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A true child of the Canadian timberland, Ethel had been inspired by the striking beauty of the forests, an inspiration that remained deep within her throughout her life. She believed nature was God himself and she worked very hard to study and learn from all that nature had to offer. She devoted weeks one year to pencil sketches of the movement of water, documenting the essence of the endless forms of water and all its characteristics. Ethel was brought up in the deeps of Haliburton by a kind father, W.R. Curry, who taught her to investigate the mysteries that nature had to offer. He also inspired her to imagine and create as he demonstrated the first breed of new capitalism, resourcefully establishing needed ventures for the growing village. Ethel's mother, Jesse Ellen, was also a strong influence in her life as she initiated her own version of the suffragette movement in Haliburton, teaching Ethel that women could enjoy the same freedoms and aspirations as men, and are competent to do much of the same work that men do.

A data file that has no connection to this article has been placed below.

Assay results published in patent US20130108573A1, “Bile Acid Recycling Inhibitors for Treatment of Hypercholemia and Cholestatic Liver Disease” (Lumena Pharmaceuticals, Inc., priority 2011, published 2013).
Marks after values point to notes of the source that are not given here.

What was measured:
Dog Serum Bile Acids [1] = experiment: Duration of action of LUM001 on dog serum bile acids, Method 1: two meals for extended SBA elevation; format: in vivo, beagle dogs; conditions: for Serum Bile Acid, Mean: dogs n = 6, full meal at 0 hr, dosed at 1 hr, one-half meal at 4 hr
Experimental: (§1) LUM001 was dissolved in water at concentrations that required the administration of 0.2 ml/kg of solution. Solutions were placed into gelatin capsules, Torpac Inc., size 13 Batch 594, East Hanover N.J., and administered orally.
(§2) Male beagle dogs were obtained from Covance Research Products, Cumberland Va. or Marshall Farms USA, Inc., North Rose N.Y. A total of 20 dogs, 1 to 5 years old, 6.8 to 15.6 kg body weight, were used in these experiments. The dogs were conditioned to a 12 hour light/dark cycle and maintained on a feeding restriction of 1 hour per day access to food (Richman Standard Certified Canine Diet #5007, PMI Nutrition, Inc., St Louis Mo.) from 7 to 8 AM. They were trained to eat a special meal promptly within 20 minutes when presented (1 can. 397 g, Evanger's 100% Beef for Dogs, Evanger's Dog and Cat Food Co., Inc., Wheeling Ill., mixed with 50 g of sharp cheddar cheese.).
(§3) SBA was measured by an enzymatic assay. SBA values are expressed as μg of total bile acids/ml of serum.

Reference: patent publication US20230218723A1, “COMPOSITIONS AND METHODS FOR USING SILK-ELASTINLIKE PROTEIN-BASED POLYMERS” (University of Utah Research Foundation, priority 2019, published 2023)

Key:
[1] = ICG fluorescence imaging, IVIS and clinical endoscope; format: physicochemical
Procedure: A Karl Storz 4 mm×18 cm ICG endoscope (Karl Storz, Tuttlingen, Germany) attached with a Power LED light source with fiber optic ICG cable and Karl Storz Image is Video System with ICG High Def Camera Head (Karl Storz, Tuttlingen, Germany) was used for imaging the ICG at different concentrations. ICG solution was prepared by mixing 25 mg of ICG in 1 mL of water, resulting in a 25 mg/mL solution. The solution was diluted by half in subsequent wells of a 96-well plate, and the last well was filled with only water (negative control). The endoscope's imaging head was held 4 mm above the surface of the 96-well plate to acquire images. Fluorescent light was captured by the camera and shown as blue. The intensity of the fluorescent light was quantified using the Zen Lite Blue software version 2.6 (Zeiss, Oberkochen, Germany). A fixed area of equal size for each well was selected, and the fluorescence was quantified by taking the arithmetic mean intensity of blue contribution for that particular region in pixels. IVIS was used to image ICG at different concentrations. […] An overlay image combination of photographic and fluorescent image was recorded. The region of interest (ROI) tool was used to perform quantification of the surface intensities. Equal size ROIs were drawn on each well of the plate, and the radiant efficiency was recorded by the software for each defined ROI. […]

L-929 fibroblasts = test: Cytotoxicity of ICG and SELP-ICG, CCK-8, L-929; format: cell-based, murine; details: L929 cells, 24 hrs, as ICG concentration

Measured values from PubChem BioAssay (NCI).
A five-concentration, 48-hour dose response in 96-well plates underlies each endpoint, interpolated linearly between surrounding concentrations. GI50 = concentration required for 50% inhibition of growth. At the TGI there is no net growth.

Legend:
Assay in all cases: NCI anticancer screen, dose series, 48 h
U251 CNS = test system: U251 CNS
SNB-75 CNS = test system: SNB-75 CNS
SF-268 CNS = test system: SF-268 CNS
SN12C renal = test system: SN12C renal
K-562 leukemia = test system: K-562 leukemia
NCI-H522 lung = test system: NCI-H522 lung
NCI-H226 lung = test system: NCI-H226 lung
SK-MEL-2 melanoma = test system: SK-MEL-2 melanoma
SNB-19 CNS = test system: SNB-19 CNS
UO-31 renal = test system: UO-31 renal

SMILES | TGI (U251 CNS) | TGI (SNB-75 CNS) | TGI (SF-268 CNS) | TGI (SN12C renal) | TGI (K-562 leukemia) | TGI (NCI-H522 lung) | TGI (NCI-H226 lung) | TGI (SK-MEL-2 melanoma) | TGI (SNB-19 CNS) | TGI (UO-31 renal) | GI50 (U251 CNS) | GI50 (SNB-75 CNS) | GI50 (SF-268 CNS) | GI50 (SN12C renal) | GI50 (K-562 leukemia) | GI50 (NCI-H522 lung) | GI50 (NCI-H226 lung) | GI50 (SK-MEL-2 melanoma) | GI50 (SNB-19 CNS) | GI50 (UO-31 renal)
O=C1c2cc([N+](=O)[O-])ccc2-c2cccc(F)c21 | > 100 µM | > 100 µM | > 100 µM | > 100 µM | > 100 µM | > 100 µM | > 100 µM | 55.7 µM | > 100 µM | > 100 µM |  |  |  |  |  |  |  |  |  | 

"The solace and inspiration of nature's wild beauty inspires the artist to interpret and create, to carve and to build, to sculpt and to paint."


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